How long does nitazoxanide 500 mg tablet stay in human body?

Nitazoxanide is a medication commonly used to treat various parasitic and viral infections, including giardiasis, cryptosporidiosis, and viral gastroenteritis. Understanding how long nitazoxanide stays in your system can be important for ensuring its effectiveness and avoiding potential side effects.

Half-Life of Nitazoxanide

The half-life of a medication is the time it takes for half of the drug to be eliminated from the body. For nitazoxanide 500 mg, the half-life is relatively short, typically ranging from 1 to 4 hours in adults. This means that after a dose of nitazoxanide, levels of the drug in the body decrease by half within this time frame.

Duration of Action

Despite its short half-life, nitazoxanide’s active metabolite, tizoxanide, has a longer half-life of approximately 20 hours. This means that while the parent drug, nitazoxanide, is quickly eliminated from the body, tizoxanide remains active for a longer period. This extended duration of action allows for less frequent dosing, often once or twice daily, depending on the condition being treated.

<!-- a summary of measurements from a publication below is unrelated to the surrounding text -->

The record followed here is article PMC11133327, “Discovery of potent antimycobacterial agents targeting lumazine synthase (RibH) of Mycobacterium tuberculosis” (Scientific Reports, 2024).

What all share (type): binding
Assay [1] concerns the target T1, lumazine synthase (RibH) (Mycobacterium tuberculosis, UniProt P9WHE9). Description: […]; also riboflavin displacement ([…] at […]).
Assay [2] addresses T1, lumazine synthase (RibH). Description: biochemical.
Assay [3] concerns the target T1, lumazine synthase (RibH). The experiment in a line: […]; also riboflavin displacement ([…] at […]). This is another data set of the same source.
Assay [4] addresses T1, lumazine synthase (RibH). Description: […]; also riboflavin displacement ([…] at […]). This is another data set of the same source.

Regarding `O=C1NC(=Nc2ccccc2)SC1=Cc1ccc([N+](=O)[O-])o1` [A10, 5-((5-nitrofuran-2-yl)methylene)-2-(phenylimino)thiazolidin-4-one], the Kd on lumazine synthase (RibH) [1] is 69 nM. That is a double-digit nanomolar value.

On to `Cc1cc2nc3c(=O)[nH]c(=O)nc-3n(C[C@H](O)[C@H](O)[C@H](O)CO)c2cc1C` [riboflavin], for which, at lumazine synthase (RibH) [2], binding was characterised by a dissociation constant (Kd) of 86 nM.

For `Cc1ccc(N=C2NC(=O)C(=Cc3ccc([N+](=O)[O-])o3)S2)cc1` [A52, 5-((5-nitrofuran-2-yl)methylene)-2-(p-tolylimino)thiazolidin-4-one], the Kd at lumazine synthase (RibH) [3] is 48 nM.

Nitazoxanide 200 mg and its metabolites are primarily eliminated through the feces, with only a small amount excreted in the urine. The exact time it takes for nitazoxanide to be completely eliminated from the body can vary depending on factors such as age, liver function, and overall health.

Factors Affecting Elimination

Several factors can affect how long nitazoxanide stays in your system, including:

  1. Liver Function: Impaired liver function can slow down the metabolism and elimination of nitazoxanide, leading to a longer duration of action.
  2. Age: Older adults may metabolize and eliminate nitazoxanide more slowly than younger individuals, leading to a longer half-life.
  3. Kidney Function: Although nitazoxanide is primarily eliminated through the feces, any impairment in kidney function could potentially affect its elimination.
  4. Dosage and Duration of Use: Higher doses of nitazoxanide or longer durations of treatment can lead to the accumulation of tizoxanide in the body, prolonging its effects.

Experts recommend

Experts generally recommend a multifaceted approach to treating parasitic and viral infections. This approach often includes: